Write and speak about your related performance success. In your resume, cover letter or email be sure to highlight your past performance in the specific areas mentioned in the job description.

Read in-between the the lines of the job description. There is always more there than can be picked up on in the first casual reading. Study it. What problems do they have that you can solve? Think of how your own background dovetails with those problems.

Don't stop at the job description. Applying to any new job requires research. This is true whether it is a job in your industry or not. Look up the company online and study what they do and how they do it. Between official sites, social media and blogs you can learn just about everything about a company's culture and methods in an hours worth of research. This will be an hour well spent.

Develop all kinds of proof that you have performed your job well. Today's jobseeker needs to be prepared to show, not just tell about past experiences.  Prepare an online portfolio, a robust LinkedIn profile, and a handful of strong recommendations, in addition to a targeted resume.

As a resume writer I always appreciate when a client can provide a link to the job they are trying to get because then I can tailor the resume and related documents exactly to that position. Take this professional's advice and do the same with the documents in your own jobhunter's toolbox. 

Five Tips for Dealing With Resume Gaps

Gaps happen. Resume gaps that is, and they can be a problem if they are not dealt with properly. Whether you have been out of work and looking, or have taken time off purposefully, you need to convince employers of your worth. Potential employers may look at those blank months or years as a negative.

Let your resume bridge those gaps in your work history.
However, if you are creative with your writing you can minimize their impact. Follow these five tips when updating your resume.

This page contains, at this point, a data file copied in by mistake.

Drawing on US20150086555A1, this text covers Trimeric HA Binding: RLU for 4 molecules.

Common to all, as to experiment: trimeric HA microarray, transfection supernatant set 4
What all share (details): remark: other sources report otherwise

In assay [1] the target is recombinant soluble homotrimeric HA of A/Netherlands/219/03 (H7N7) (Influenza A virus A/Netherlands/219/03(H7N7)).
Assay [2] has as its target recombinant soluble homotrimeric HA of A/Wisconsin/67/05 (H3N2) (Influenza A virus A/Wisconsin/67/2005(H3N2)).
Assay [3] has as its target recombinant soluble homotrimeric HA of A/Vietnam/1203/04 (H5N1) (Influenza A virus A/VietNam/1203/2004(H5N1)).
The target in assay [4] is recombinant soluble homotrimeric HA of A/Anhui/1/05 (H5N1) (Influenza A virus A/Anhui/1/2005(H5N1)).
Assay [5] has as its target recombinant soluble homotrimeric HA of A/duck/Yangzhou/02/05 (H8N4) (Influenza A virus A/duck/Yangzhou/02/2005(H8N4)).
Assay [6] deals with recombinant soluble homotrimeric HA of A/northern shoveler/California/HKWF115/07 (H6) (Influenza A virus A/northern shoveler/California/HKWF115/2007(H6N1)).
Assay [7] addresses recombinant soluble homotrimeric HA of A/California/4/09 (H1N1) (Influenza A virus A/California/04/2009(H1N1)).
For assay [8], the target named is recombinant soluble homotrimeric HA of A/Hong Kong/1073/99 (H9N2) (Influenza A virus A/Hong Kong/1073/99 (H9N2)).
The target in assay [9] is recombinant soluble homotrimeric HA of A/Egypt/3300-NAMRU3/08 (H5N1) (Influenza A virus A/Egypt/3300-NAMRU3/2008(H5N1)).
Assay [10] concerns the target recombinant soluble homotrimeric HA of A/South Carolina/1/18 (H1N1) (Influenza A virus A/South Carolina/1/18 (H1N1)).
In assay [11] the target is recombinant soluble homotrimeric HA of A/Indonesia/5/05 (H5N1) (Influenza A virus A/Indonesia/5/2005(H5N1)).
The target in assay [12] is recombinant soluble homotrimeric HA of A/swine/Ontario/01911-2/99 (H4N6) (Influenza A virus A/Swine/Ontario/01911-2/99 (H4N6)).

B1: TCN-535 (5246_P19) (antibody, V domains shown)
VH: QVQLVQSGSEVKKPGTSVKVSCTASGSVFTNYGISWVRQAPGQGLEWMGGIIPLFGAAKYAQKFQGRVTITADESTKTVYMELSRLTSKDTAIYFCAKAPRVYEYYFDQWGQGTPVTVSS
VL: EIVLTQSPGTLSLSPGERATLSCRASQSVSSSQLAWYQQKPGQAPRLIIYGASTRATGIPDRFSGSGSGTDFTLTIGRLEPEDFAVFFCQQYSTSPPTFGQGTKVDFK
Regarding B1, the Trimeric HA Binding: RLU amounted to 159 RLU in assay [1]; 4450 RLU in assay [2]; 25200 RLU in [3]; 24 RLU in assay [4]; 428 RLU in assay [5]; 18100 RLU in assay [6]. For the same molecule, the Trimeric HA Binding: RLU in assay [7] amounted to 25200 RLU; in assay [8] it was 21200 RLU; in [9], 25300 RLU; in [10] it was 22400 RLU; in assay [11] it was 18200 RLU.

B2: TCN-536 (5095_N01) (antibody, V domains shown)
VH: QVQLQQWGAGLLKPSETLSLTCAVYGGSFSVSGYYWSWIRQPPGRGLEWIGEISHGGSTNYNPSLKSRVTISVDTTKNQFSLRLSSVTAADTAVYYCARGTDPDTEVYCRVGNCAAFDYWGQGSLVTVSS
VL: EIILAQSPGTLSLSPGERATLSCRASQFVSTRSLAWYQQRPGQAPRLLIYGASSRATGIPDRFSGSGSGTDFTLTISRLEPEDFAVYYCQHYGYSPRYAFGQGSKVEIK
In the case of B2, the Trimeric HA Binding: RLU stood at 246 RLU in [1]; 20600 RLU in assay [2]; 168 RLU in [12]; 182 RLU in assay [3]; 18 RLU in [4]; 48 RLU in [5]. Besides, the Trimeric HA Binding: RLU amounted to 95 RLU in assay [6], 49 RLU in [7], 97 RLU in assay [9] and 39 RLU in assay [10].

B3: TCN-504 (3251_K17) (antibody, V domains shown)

1. Gain experience. If you have to be out of work do your best to add to your experience. Volunteer in a related field, take a continuing education class or try doing some consulting work. Experience can come in many forms and doesn't have to revolve around a paid position.

2. Stay current. If you are going to be job hunting for a while be sure to stay on top of the most recent developments in your field. This can be accomplished via online classes, membership in professional organizations or through good old fashioned networking.

3. Format can be your friend. When it comes time to put it all into your resume use a couple simple tricks to de-emphasize resume gaps. Put your qualifications "above the fold". If the top half of your resume does a good job selling your worth, the focus will not be on gaps in your history. For small gaps, use years instead of months. It is a simple thing, but it will erase any small absences from the workforce.

4. Use a powerful cover letter. Often times there is a good reason for gaps in your work history or the appearance of job hopping. The cover letter is the place to explain this. A cover letter is an excellent tool to make a strong first impression before the potential employer gets to your resume. Don't waste it.